Greco-Roman Period
Lawrence H. Schiffman, From Text to Tradition, Ktav Publishing House, Hoboken, NJ, 1991.

While most rabbis and their followers pursued a life of piety based on the practices
surveyed in this chapter, some began, in the tannaitic period, to involve themselves in
mystical speculation regarding creation and the divine chariot vision of Ezekiel (chaps. 1
and 10). These speculations are referred to explicitly in both tannaitic and amoraic texts.
From other literary sources, it seems that the scope of this movement widened greatly in
amoraic times.

Actually, the same speculations are in evidence, in formative stages, in the literature of
the Second Temple period, including some of the apocrypha, pseudepigrapha, and Dead
Sea Scrolls. It may even be that these traditions entered tannaitic Judaism via the various
sectarian groups,since there is no evidence for them in Pharisaic circles before 70 C.E.

Sometime in the amoraic period and continuing into the early Middle Ages, these
speculative approaches gave rise to an experiential, practical mysticism in which the aim
of the adept was to experience visions of the divine throne (Merkavah, literally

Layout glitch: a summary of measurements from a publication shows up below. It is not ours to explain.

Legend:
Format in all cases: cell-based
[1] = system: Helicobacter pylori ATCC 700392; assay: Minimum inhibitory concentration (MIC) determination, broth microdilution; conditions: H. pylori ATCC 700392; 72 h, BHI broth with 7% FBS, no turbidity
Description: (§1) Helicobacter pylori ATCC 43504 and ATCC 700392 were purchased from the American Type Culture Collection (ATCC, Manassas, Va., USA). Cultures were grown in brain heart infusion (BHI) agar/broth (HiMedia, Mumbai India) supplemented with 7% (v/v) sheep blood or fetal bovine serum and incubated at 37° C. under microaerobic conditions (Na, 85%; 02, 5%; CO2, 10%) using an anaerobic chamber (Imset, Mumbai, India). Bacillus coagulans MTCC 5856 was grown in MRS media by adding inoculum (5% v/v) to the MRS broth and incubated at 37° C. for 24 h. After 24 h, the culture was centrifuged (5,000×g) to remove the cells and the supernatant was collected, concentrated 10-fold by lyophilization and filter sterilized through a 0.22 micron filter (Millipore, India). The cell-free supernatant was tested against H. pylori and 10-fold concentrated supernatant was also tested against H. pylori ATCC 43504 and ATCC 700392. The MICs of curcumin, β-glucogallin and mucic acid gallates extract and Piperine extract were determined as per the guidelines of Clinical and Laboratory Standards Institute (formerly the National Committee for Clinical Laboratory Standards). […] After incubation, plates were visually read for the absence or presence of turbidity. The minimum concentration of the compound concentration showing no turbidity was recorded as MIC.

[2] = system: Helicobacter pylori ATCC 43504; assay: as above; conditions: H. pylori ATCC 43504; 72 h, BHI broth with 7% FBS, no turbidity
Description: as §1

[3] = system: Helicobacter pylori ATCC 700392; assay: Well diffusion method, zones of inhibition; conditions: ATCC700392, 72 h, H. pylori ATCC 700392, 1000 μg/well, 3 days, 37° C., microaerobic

“chariot”). This mysticism was later enshrined in a variety of textual collections known
as Hekhalot literature. These documents, at least as now known, stem from the early
Middle Ages and are beyond the scope of this volume, but they indicate that such
speculations and groups of adepts devoted to them existed already in amoraic times, most
likely in circles connected with the rabbis but somewhat separate. Adherents of
Merkavah mysticism were probably influenced as well by the interest in angelology,
demonology, magic, apocalypticism, and mysticism among the Babylonian amoraim,
who were echoing the society in which they lived, both Jewish and non-Jewish. The
wealth of ancient Mesopotamian materials relating to these topics demonstrates that
traditions of this kind had long been part of life in Babylonia, from earliest times up
through the Middle Ages.